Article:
Anton watches them from behind an unevenly clipped hedge. Karina waves to him from the window on the second floor. She mouths, “What are you doing?” The glass near her mouth blossoms in fog.
“I told the child to go to the docks, to empty it in the sea,” croons the grandmother to the official, and she hands him a piece of food that might be a fig. The official hesitates, then places it into his mouth. His face darkens. Neither he nor the grandmother acknowledges Anton as he slips between them.
The house is hot and pungent like a stranger’s breath. Karina stands at the top of the stairs in a wilted dress dotted in pills of green cotton. Her hand waits, palm-up. Anton places three kopecks upon it, then follows her into her bedroom.
“Granny is in love with him,” Karina sighs. She is two years older and half a foot taller and when she sits on her bed, Anton is witness to a naked crease of scalp. “He only humors her because she is old and will die soon. Her heart is weak and nervous, like yours.”
Anton sits beside her and sets his hand on hers. “I’m not nervous.”
“Then stop sweating on me.”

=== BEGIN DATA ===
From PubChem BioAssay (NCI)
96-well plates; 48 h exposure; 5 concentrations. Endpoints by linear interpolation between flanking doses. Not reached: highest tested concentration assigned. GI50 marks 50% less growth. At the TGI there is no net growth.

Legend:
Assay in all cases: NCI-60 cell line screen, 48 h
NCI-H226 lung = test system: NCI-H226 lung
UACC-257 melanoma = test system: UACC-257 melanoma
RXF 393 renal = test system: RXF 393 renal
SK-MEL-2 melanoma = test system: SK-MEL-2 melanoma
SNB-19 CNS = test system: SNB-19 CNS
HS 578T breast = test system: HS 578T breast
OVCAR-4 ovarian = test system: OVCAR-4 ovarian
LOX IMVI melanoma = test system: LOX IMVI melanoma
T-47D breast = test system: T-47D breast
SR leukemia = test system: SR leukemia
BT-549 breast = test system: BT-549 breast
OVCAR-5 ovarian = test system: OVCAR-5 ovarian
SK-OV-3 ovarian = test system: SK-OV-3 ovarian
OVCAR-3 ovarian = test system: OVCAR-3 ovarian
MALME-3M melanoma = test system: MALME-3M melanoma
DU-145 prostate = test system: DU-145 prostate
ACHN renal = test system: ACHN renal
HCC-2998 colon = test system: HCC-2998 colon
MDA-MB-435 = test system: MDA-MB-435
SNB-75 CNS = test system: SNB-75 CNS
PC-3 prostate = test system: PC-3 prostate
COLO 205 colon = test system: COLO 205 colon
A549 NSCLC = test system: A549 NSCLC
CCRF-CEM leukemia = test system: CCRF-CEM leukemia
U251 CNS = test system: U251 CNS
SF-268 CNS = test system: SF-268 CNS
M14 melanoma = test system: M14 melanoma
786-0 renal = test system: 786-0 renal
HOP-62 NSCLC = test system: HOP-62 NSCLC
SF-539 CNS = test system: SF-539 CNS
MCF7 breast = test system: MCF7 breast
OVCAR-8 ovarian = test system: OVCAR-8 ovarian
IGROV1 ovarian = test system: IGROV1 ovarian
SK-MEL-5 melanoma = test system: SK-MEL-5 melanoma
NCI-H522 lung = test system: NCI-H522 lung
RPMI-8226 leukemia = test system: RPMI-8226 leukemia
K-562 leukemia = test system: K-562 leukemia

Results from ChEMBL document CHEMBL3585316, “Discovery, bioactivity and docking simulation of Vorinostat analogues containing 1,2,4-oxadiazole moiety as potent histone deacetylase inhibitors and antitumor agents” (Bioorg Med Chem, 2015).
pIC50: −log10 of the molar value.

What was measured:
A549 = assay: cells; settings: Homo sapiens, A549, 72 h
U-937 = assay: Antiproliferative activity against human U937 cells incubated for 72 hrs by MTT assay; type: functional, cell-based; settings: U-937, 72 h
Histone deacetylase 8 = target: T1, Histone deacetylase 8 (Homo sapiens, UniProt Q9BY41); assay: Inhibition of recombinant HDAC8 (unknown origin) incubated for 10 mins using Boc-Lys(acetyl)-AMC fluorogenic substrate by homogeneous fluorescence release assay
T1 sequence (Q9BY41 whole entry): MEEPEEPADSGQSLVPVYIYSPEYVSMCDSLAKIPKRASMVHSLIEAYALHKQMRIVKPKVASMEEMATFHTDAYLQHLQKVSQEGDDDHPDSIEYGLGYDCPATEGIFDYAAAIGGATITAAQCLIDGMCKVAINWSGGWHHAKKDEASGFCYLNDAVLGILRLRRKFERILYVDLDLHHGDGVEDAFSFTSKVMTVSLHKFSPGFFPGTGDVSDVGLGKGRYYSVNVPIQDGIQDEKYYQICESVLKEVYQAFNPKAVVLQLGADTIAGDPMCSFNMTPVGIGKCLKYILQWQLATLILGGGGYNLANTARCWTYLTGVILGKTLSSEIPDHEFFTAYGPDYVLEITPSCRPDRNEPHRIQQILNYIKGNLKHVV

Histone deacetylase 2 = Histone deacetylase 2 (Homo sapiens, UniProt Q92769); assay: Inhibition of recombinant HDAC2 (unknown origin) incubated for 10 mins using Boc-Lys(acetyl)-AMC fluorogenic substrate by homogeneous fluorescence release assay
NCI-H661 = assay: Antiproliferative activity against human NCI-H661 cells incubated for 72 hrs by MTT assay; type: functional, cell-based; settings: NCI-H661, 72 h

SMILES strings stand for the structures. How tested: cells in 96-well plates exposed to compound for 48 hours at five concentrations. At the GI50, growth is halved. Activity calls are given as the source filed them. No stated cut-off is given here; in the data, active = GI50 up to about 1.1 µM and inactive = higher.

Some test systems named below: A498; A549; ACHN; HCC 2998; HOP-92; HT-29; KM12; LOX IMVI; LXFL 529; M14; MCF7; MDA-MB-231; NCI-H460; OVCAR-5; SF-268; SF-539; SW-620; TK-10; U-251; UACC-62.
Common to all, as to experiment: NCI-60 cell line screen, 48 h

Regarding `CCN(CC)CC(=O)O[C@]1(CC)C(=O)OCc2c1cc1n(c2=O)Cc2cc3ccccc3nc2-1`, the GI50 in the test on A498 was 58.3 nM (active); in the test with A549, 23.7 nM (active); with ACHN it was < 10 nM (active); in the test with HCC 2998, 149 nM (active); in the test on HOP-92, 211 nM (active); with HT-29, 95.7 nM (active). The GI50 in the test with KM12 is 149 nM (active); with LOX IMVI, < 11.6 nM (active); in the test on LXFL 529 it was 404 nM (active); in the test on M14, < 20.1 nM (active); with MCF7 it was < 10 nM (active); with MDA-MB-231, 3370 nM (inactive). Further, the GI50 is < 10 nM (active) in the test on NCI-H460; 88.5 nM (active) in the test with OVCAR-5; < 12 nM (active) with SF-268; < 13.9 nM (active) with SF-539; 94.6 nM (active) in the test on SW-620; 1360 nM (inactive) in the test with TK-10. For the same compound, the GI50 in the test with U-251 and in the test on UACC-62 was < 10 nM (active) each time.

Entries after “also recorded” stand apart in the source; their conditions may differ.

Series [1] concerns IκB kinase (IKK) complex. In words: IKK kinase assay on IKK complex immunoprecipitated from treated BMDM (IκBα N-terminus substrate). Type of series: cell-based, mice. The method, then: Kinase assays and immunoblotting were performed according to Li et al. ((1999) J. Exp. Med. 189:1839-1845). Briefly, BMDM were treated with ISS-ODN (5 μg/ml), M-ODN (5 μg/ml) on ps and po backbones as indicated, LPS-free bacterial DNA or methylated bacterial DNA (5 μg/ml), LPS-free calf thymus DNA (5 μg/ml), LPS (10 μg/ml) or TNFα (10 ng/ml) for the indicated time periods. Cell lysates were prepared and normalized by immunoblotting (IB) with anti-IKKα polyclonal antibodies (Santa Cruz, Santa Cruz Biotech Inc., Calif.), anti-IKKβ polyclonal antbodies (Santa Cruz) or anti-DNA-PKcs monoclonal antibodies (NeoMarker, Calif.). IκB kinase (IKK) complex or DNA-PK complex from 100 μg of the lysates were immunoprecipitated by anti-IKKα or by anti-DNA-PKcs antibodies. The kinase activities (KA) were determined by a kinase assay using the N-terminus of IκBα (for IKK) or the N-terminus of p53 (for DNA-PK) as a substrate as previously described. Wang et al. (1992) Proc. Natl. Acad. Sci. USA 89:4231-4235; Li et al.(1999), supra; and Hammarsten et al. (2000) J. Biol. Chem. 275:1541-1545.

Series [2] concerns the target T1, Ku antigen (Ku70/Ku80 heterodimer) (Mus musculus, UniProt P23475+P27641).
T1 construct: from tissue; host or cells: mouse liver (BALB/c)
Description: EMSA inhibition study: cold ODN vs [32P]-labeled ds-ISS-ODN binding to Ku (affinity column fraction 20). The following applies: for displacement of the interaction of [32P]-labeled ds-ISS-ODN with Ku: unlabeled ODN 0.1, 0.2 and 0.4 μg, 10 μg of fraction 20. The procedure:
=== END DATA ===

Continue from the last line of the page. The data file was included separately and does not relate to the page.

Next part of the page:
Anton wills his hand to become dry. He clears his throat, logged in mucus. Each morning, when he wakes, tears leak from his eyes. His soul was assigned a hand-me-down vessel. At night, he argues with his body, then apologizes and caresses it, trying to cheer it up. Downstairs, the official asks the grandmother for a tip.
A slender insect glides across the floor. Karina taps it dead with the toe of an exquisite slipper. She asks, “What do you do all day in school?”
“There are different classes. Mathematics, for example.”
“Is that all?”
Nothing else comes to Anton’s mind – it seems that his life has begun just now, at the moment he sat on Karina’s bed. “There is history also,” he guesses.
With a fingernail, Karina scrapes the bug from her sole. “Eight hours a day for that? Do you think that makes you smart?”